A friend recently forwarded me a news article touting a Spanish-language TV station as the top-rated outlet in Houston. It is a noteworthy milestone considering Houston is the 10th largest TV market in the country. It now joins Miami (No. 16), where the top rated TV station is also Spanish-language.
Another milestone is the prominence with which Hispanics are practicing politics. The demographic’s 12.2 million voters—a number projected to double by 2030—were a decisive factor, and many say the
decisive factor, in Barack Obama’s re-election. And don’t forget Latino buying power. Their spending of discretionary income recently surpassed $1 trillion annually and could include your company’s or clients’ products and services.
All of which leads us to Cinco de Mayo. The celebration of Mexico’s victory over French forces in the battle of Puebla—not Mexico’s independence from Spain—is just around the corner. It is as good a time as any to review or even add a U.S. Hispanic PR strategy to your 2014 public relations plan.
I don’t mean simply recycling your old press releases into Spanish. I’m talking about planning and executing some meaningful strategies that may help your company’s products and services earn
their way into the stable of brands that serve U.S. Hispanic families.
In that spirit, here are eight basic insights that could help inform your next U.S. Hispanic communications strategy:
1. Support the community.
Consider a community relations or corporate social responsibility campaign as your first foray into the Hispanic market. It is a great way to get to know the U.S. Hispanic audience and establish your company and brand as caring and concerned before trying something more promotional. Partnering with the local Hispanic Chamber of Commerce is a terrific place to start when identifying a worthy cause or organization.
2. Se habla Español.
Reach out to Hispanics in Spanish. Many Hispanics are bilingual (51 percent), according to the Experian-Simmons National Hispanic Consumer Study. But when they hear a company advertise in Spanish, 57 percent say, “It makes me feel like they respect my heritage and want my business.” As many as 53 percent say, “I am much more loyal towards companies that show appreciation for our culture by advertising in Spanish.”
3. Know when Hispanics aren’t Hispanic.
Most U.S. Hispanics don’t think of themselves as Hispanic, but more in terms of their country of origin. So, messages that resonate with those of Mexican background (63 percent of U.S. Hispanics per the U.S. 2010 Census) might not play as well with those of Puerto Rican (9.2 percent), Cuban (3.5 percent), Salvadoran (3.3 percent), or Dominican (2.8 percent) background. The point is, figure out which group or groups you are interested in, and make sure you understand their cultures, hot topics, and of course their version of Spanish before trying to engage them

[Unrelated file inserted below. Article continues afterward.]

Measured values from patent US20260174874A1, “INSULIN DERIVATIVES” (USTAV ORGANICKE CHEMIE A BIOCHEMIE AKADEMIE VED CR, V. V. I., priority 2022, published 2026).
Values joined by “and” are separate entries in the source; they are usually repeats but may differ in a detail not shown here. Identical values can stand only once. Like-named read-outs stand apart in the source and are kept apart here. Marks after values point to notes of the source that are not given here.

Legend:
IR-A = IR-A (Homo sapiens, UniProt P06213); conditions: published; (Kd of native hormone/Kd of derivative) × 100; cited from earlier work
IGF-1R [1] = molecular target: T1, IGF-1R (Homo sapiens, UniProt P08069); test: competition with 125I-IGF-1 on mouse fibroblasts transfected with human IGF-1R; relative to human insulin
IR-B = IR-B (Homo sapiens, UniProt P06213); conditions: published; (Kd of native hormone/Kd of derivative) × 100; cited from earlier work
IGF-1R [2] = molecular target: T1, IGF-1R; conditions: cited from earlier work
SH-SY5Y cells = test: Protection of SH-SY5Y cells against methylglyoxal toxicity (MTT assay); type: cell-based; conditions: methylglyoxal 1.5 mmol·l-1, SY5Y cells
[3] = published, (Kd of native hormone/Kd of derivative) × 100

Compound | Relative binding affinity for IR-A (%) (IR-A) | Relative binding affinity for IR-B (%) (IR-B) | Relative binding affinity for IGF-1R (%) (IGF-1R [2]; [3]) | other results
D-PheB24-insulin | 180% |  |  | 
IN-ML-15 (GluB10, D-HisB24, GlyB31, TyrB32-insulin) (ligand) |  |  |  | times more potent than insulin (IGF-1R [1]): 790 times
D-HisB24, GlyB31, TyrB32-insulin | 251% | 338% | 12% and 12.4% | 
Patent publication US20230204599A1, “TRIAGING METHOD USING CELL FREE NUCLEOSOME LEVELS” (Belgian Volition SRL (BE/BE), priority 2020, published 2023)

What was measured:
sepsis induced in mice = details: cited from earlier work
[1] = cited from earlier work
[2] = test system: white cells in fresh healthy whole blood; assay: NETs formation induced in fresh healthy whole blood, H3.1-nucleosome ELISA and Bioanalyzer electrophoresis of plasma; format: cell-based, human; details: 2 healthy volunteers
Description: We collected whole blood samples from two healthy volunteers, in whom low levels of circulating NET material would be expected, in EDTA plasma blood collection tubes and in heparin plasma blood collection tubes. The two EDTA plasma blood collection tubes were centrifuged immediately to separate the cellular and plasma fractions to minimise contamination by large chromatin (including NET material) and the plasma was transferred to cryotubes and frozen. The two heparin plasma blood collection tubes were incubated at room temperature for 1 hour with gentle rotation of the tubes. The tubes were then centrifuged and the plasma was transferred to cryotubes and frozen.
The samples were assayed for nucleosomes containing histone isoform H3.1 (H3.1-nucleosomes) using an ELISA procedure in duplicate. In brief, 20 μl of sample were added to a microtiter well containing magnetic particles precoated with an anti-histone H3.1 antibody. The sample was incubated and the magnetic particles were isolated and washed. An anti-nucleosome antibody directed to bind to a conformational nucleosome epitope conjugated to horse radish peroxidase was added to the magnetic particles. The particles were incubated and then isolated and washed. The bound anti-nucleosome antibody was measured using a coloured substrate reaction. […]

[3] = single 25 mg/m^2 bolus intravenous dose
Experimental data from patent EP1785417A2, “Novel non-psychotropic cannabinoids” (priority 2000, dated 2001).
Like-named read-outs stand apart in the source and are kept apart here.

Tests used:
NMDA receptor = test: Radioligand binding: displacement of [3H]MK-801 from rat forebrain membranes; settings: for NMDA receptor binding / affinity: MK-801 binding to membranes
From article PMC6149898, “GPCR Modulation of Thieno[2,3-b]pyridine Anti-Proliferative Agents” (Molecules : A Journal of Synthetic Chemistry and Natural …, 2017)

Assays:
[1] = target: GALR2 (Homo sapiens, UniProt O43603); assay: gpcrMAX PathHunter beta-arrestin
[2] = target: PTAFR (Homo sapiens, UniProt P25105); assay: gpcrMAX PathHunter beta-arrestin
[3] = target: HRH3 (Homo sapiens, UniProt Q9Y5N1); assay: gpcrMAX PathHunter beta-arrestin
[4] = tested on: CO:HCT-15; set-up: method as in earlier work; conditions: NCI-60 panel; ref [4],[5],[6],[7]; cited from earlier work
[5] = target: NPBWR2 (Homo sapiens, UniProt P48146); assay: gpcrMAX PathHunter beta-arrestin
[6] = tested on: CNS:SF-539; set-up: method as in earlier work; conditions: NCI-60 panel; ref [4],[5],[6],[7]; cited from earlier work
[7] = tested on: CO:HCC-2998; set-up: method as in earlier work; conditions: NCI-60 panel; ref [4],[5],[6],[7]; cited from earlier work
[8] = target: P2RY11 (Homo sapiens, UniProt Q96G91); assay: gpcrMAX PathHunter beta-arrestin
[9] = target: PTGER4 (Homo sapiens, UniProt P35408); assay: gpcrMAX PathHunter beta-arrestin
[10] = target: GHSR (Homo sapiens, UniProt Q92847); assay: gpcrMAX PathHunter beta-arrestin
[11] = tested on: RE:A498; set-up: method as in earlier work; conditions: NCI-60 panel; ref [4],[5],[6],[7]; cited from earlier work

4. Look beyond the Border States.
While it is true that eight of the top 10 U.S. Hispanic markets are in states that form the United States’ southern border, did you know that Hispanic populations in other non-border states, mostly in the Southeast, have increased dramatically in the last 10 years? According to the Pew Research Hispanic Center and the U.S. 2010 Census, the states with the largest percent growth in their Hispanic populations include nine where the Latino population more than doubled: Alabama, Arkansas, Kentucky, Mississippi, North Carolina, Tennessee, and South Carolina. The Hispanic population also more than doubled in Maryland and South Dakota. Keep it in mind as you consider your next target market.
5. Understand they’re typically trendy.
When launching new products or services, don’t leave out Latinos. According to LatinoShop, a study conducted by Lapiz and Leo Burnett Group, Hispanics are more than twice as likely to follow trends than non-Latinos (41 percent vs. 18 percent), enjoy trying new products first (31 percent vs. 14 percent), and like being the first to share with their friends (30 percent vs. 13 percent).
6. And understand they’re socially spendy.
Make it easy for Hispanic audiences to share the experience offered by your products and services. LatinoShop indicates that Latinos take more of a social approach to shopping than non-Latinos involving both online and offline behavior: 37 percent reach out to friends and family compared with 17 percent; 36 percent share opinions and write reviews compared with 18 percent; and 48 percent use social networking sites compared with 31 percent.
7. Make it mobile.
If you are seeking to grow your share of a market among Latinos, make sure you have a good mobile site tailored to their needs. LatinoShop survey results show that Latinos are far more likely than non-Latinos to shop with a mobile phone (56 percent vs. 33 percent) or tablet (43 percent vs. 25 percent).
8. Don’t fly solo.
When reaching out to the U.S. Hispanic audience, don’t go it alone. There are resources like the U.S. Hispanic Chamber of Commerce
and many specialized communications firms that have great relationships with key players they can leverage to help your campaign succeed.
Joel Staley is a media relations professional and executive communications trainer who works in both Spanish and English. He has represented the Mexico Tourism Board, IKEA, Accenture, State Farm Insurance, Shell Oil Company and other. On Twitter, he’s @JCSvoice.